If I believed it would make a difference, I probably would. Instead I opted to give them a bad review online. Hopefully I can keep another person from being taken by this guy. My van is still running, but as it is I could have probably bought a more expensive vehicle and gotten covered by the Lemon Laws. Sometime the great deal, really isn't a deal at all.
1 person likes this
@lelin1123 (15627)
• Puerto Rico
15 Mar 13
Well a bad review online is good. However, I believe going to the person who sold you the minivan face to face and telling him how you feel is very embarrassing especially when you tell them "I'm telling everyone I know not to shop here" that might make a difference on how he sales the next car. Or just go to the manager and explain your story. Maybe he will give you some money back for your troubles. I know I would be giving them a piece of my mind to the point they would have wished I had never walked into their store. Anyway, good luck and hope the minivan does not give you anymore trouble.
• United States
16 Mar 13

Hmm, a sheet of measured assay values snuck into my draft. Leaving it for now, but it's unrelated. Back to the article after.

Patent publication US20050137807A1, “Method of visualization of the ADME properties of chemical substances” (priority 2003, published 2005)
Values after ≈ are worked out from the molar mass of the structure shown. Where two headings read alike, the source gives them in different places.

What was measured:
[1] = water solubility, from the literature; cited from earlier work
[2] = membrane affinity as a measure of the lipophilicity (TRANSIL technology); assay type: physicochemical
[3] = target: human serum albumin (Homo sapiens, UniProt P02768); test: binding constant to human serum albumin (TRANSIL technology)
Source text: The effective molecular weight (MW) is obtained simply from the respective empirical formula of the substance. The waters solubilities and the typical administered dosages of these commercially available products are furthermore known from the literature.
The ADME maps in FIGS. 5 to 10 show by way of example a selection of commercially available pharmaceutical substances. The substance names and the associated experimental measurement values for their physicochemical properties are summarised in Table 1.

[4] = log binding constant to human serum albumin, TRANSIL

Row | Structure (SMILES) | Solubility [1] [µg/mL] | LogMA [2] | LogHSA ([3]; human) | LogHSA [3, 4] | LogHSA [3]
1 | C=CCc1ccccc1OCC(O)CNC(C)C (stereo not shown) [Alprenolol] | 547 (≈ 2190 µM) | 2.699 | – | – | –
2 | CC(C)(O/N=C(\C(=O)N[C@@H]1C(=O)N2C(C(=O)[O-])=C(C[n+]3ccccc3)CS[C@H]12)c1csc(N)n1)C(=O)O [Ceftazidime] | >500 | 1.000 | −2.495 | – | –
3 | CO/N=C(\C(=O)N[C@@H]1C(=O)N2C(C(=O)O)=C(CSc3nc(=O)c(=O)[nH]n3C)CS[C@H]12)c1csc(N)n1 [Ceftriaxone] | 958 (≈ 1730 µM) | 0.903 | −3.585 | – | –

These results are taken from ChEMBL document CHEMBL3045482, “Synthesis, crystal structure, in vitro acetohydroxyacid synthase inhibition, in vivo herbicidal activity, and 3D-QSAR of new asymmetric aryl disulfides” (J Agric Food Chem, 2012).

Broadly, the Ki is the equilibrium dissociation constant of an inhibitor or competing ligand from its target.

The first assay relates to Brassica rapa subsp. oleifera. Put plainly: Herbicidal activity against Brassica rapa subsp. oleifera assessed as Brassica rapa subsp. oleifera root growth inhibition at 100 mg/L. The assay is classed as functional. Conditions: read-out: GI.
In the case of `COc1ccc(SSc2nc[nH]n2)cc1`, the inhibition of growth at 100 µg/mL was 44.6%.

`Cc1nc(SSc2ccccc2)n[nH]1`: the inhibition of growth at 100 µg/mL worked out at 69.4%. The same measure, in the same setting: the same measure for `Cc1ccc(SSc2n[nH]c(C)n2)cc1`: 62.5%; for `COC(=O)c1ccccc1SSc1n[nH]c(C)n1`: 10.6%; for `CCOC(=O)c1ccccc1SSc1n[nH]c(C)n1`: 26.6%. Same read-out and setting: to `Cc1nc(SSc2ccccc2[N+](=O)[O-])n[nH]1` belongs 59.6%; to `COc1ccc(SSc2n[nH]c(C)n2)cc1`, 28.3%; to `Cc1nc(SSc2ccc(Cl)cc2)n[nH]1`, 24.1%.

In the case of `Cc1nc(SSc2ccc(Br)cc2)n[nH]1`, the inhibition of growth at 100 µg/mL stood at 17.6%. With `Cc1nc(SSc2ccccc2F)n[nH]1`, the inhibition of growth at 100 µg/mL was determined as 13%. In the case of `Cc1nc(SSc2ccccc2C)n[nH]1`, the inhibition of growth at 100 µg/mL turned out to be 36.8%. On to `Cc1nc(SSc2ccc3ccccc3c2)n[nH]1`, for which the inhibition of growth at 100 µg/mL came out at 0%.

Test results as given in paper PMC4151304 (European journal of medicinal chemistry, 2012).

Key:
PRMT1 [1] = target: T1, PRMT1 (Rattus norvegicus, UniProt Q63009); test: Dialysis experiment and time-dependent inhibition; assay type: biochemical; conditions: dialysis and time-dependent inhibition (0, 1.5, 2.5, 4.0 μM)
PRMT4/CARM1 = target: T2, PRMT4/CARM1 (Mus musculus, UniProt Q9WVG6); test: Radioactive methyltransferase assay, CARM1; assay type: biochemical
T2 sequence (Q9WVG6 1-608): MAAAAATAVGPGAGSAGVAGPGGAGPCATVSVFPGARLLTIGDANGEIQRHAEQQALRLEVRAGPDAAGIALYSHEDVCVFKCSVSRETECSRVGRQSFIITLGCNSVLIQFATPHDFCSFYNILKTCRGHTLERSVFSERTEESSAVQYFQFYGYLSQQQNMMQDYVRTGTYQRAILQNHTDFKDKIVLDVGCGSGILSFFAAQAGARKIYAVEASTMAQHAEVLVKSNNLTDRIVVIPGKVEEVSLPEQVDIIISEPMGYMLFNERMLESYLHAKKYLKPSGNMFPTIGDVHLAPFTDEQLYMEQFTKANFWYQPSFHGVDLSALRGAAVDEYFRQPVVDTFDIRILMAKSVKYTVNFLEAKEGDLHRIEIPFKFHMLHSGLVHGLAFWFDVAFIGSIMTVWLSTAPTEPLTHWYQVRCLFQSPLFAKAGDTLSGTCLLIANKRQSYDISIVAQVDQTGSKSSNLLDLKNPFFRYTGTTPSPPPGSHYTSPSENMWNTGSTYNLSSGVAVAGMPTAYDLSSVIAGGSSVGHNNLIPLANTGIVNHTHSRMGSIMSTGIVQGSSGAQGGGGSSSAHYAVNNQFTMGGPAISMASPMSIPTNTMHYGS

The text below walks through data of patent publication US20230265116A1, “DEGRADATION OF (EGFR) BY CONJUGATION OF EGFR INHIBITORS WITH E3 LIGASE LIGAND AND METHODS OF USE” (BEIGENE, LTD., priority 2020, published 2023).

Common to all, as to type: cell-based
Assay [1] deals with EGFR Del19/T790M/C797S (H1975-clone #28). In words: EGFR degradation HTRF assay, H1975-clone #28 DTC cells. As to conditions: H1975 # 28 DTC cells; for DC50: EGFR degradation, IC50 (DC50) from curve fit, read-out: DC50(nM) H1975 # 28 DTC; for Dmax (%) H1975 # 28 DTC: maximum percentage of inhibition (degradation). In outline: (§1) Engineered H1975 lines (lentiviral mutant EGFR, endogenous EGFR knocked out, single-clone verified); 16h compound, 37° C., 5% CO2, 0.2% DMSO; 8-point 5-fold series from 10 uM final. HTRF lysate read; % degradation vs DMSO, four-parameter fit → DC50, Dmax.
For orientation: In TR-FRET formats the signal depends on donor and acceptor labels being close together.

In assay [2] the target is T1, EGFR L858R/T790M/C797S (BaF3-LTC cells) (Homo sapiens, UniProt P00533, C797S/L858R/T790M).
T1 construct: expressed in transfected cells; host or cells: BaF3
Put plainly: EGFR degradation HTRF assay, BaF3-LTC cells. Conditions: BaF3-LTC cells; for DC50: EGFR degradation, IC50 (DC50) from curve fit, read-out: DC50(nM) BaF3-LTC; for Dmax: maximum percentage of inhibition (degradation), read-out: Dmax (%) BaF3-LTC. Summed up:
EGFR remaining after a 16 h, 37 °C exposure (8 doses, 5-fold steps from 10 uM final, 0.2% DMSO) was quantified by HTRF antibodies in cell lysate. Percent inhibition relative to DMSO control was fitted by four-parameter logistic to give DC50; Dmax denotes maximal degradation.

The sad part was we paid $40 to do a Carfsx, and the vehicle history was perfect. We really thought we had a good deal.
@inertia4 (28164)
• United States
19 Mar 13
I don't know of any car salesmen that are honest. I would have taken that car right back to the dealer that I bought it and throw the keys in his face and force him to give the money back. As a matter of fact I did that years ago. I had bought a Buick Century, I had the car for like a week and then it started stalling every other block I drove. I got fed up and went back to the used car lot I bought it from. I threatened him and threw the keys in his face. He then told me he cannot give the money back, then I went off. So I picked out a used Caddy and said, I will take this car and you will get no more money from me. He agreed and that was that.
• United States
20 Mar 13